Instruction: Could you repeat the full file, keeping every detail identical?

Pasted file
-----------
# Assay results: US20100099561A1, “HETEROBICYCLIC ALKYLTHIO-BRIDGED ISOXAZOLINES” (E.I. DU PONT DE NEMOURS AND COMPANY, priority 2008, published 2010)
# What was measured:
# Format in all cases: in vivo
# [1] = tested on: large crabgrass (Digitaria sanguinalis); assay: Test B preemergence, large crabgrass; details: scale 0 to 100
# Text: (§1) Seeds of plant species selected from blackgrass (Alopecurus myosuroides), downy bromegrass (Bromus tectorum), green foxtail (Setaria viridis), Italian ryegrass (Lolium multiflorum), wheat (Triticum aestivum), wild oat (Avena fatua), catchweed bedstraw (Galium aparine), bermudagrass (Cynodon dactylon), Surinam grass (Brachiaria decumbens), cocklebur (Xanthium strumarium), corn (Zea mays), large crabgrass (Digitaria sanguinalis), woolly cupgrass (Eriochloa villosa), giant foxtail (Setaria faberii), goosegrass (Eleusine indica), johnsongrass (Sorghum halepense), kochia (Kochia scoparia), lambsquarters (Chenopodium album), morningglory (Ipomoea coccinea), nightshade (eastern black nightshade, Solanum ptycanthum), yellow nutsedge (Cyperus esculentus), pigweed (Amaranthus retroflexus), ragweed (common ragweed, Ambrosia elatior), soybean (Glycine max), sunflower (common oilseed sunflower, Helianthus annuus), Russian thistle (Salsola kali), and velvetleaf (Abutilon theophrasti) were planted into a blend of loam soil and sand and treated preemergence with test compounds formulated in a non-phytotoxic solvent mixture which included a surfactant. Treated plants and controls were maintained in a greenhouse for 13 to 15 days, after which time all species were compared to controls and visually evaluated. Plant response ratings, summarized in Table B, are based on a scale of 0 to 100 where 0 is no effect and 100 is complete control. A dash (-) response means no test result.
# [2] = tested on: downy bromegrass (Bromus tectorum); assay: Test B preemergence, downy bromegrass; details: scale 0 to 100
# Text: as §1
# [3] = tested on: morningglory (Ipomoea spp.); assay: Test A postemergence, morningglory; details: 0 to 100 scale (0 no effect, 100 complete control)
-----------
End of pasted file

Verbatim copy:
# Assay results: US20100099561A1, “HETEROBICYCLIC ALKYLTHIO-BRIDGED ISOXAZOLINES” (E.I. DU PONT DE NEMOURS AND COMPANY, priority 2008, published 2010)
# What was measured:
# Format in all cases: in vivo
# [1] = tested on: large crabgrass (Digitaria sanguinalis); assay: Test B preemergence, large crabgrass; details: scale 0 to 100
# Text: (§1) Seeds of plant species selected from blackgrass (Alopecurus myosuroides), downy bromegrass (Bromus tectorum), green foxtail (Setaria viridis), Italian ryegrass (Lolium multiflorum), wheat (Triticum aestivum), wild oat (Avena fatua), catchweed bedstraw (Galium aparine), bermudagrass (Cynodon dactylon), Surinam grass (Brachiaria decumbens), cocklebur (Xanthium strumarium), corn (Zea mays), large crabgrass (Digitaria sanguinalis), woolly cupgrass (Eriochloa villosa), giant foxtail (Setaria faberii), goosegrass (Eleusine indica), johnsongrass (Sorghum halepense), kochia (Kochia scoparia), lambsquarters (Chenopodium album), morningglory (Ipomoea coccinea), nightshade (eastern black nightshade, Solanum ptycanthum), yellow nutsedge (Cyperus esculentus), pigweed (Amaranthus retroflexus), ragweed (common ragweed, Ambrosia elatior), soybean (Glycine max), sunflower (common oilseed sunflower, Helianthus annuus), Russian thistle (Salsola kali), and velvetleaf (Abutilon theophrasti) were planted into a blend of loam soil and sand and treated preemergence with test compounds formulated in a non-phytotoxic solvent mixture which included a surfactant. Treated plants and controls were maintained in a greenhouse for 13 to 15 days, after which time all species were compared to controls and visually evaluated. Plant response ratings, summarized in Table B, are based on a scale of 0 to 100 where 0 is no effect and 100 is complete control. A dash (-) response means no test result.
# [2] = tested on: downy bromegrass (Bromus tectorum); assay: Test B preemergence, downy bromegrass; details: scale 0 to 100
# Text: as §1
# [3] = tested on: morningglory (Ipomoea spp.); assay: Test A postemergence, morningglory; details: 0 to 100 scale (0 no effect, 100 complete control)